Per C. Olson violated attorney/client confidentiality when he submitted privileged documents to the District Court in defense of my claims that his representation fell below the minimum standard considered acceptable for a lawyer and I was prejudiced as a result. This was in a proceeding that I filed under 28 U.S.C. 2255, habeas corpus for federal prisoners seeking immediate release due to denial of the right to counsel under the Sixth Amendment. Specifically, Mr. Olson submitted a confidential settlement letter without seeking permission from the District Court or I. Typically lawyers are only supposed to disclose documents from settlement negotiations if order to do so by the court or if their client says that it is ok. The document he submitted was used against me in support of claims by the government that he had in fact explained the nature of the charge. I continue to insist that I was not fully aware of the nature of the charge and am still fighting my 2255 in the Ninth Circuit.
Despite his disclosures, he still never claims to have realized that the charging instrument in my case was in fact fatally defective. That is because it omitted an essential element necessary to charge a violation of the statute and that element was not in the statute either. A charging instrument must include all elements in the document itself or by reference. If an element is missing then it may be dismissed before the plea is finalized and at the time of my plea Federal Rule of Criminal Procedure 34 required that judgment be arrested if the charging instrument failed to state an offense. This should have allowed me to plea guilty and get the plea thrown out within 14 days, with jeopardy attached, had I had competent counsel. Instead I served nearly four years in prisons, picked up an additional charge, and am still fighting the case today.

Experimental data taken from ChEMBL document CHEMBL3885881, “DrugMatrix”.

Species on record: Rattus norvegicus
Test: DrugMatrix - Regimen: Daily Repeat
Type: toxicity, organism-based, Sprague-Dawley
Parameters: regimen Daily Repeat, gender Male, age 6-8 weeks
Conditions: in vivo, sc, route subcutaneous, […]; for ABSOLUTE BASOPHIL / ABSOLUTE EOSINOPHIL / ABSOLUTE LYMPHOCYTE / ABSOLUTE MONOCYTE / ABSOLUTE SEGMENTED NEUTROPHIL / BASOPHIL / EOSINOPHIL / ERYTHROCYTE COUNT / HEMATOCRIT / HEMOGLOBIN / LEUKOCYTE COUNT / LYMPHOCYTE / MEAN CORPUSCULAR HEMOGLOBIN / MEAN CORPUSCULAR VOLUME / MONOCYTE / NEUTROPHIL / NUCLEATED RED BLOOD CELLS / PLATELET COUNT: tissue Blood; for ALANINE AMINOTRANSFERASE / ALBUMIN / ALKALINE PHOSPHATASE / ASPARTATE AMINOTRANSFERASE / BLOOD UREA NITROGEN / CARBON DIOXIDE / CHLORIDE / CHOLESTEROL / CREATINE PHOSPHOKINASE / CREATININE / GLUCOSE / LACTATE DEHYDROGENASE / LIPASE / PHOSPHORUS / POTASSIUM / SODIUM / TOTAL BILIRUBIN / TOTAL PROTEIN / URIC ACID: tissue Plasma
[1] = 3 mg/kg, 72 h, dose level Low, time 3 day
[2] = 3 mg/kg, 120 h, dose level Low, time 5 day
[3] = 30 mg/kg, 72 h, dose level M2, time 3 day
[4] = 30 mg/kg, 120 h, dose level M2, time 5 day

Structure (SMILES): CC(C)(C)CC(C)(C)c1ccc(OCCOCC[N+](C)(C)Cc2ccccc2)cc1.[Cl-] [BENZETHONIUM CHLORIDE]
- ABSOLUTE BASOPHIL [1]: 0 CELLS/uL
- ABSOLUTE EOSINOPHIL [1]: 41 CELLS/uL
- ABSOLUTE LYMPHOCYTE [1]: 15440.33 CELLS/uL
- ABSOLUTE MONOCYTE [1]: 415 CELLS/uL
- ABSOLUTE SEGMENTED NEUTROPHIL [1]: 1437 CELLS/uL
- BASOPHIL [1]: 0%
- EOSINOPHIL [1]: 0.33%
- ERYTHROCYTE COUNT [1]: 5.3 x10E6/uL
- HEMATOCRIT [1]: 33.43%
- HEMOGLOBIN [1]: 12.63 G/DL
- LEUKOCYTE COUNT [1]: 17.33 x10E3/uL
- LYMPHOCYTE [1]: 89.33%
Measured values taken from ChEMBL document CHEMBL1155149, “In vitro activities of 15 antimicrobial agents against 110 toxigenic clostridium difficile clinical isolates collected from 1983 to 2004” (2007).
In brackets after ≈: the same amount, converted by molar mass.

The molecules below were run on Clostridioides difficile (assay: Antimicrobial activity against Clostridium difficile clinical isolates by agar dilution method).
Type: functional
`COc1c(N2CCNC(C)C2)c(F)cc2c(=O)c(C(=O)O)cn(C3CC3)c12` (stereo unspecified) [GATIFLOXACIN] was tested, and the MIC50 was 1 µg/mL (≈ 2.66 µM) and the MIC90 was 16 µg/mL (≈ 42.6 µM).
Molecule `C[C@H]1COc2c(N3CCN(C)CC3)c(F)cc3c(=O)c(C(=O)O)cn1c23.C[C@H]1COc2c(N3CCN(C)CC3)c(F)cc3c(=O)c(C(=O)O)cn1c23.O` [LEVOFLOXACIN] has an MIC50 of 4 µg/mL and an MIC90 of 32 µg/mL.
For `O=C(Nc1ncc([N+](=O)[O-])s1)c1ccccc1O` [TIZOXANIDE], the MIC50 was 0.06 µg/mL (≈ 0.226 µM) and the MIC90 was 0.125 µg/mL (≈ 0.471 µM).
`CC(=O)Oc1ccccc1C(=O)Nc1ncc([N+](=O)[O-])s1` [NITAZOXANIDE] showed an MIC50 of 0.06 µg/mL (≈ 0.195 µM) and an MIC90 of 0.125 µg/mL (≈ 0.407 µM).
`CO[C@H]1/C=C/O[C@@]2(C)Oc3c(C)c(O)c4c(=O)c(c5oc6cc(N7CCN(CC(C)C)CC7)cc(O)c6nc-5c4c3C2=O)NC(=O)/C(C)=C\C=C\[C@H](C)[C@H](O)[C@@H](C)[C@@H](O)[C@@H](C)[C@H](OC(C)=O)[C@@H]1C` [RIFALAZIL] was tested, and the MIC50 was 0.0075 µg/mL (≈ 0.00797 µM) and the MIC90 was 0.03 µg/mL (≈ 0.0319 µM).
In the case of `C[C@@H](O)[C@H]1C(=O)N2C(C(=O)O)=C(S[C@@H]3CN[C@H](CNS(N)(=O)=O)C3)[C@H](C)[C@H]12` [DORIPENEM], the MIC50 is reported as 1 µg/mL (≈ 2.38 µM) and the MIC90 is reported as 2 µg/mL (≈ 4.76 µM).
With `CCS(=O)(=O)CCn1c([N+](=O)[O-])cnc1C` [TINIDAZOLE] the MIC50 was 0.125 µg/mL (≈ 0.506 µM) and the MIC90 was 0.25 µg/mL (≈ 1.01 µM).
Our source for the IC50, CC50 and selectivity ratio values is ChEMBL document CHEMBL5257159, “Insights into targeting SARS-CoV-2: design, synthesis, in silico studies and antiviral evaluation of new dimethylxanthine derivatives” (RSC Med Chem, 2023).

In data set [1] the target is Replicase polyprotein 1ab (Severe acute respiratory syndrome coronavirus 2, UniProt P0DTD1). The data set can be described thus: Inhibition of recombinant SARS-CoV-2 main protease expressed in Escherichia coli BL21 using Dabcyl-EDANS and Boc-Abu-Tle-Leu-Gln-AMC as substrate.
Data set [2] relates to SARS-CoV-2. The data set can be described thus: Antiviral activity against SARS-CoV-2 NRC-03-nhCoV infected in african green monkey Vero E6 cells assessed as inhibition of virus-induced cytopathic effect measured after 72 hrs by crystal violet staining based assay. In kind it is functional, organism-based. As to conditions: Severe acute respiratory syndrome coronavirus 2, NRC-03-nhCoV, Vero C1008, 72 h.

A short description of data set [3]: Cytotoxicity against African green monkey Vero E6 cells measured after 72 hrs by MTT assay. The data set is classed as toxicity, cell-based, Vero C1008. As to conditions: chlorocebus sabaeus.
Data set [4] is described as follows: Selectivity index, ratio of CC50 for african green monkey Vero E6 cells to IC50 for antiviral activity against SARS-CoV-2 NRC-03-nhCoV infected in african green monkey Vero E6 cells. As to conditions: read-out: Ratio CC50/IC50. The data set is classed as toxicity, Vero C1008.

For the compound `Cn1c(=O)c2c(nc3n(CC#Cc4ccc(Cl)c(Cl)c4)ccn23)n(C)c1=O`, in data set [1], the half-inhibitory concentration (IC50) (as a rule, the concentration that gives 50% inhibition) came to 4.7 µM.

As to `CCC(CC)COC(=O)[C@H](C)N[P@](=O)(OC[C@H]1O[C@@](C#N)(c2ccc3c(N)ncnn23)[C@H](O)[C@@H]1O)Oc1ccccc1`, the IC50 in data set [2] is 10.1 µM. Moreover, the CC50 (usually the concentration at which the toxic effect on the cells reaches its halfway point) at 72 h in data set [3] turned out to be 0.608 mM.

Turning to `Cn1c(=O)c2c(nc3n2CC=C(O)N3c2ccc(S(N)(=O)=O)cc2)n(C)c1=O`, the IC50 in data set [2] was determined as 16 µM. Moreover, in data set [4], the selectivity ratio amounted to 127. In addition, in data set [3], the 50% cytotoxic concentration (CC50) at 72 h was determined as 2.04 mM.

In addition, Mr. Olson spoke in favor of the prosecution at one point during my sentencing hearing in direct defiance of my directives. The uploaded document from my 2255 discusses this. Specifically, after promising to defend my business and right to use computers (if the issue came up at sentencing), he did the opposite by saying "I don' t want to take the position that Mr. SuIlivan should just be able to do whatever he wants on the internet, with computer". That is not adversarial representation.